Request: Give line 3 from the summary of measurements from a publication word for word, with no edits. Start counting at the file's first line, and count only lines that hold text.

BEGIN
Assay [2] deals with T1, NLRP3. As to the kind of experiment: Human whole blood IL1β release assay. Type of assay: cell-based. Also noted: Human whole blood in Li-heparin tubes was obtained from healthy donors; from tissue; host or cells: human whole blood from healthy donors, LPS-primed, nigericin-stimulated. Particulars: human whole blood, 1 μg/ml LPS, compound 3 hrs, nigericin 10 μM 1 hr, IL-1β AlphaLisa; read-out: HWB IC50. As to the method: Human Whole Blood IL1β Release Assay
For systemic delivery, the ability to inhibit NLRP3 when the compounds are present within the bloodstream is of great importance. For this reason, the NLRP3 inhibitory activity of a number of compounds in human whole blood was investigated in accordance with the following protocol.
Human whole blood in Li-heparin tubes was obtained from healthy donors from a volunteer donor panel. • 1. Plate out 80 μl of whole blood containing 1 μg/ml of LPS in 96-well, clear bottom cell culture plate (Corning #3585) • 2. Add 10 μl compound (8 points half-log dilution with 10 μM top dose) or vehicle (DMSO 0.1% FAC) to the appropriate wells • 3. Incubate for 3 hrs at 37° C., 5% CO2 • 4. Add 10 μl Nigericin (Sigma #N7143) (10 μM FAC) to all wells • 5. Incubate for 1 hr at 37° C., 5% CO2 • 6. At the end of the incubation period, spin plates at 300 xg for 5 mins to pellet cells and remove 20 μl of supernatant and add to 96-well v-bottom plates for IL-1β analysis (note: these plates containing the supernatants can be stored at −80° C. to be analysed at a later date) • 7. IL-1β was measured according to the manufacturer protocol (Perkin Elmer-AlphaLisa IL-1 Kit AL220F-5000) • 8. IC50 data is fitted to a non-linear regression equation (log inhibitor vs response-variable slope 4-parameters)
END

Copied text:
Human whole blood in Li-heparin tubes was obtained from healthy donors from a volunteer donor panel. • 1. Plate out 80 μl of whole blood containing 1 μg/ml of LPS in 96-well, clear bottom cell culture plate (Corning #3585) • 2. Add 10 μl compound (8 points half-log dilution with 10 μM top dose) or vehicle (DMSO 0.1% FAC) to the appropriate wells • 3. Incubate for 3 hrs at 37° C., 5% CO2 • 4. Add 10 μl Nigericin (Sigma #N7143) (10 μM FAC) to all wells • 5. Incubate for 1 hr at 37° C., 5% CO2 • 6. At the end of the incubation period, spin plates at 300 xg for 5 mins to pellet cells and remove 20 μl of supernatant and add to 96-well v-bottom plates for IL-1β analysis (note: these plates containing the supernatants can be stored at −80° C. to be analysed at a later date) • 7. IL-1β was measured according to the manufacturer protocol (Perkin Elmer-AlphaLisa IL-1 Kit AL220F-5000) • 8. IC50 data is fitted to a non-linear regression equation (log inhibitor vs response-variable slope 4-parameters)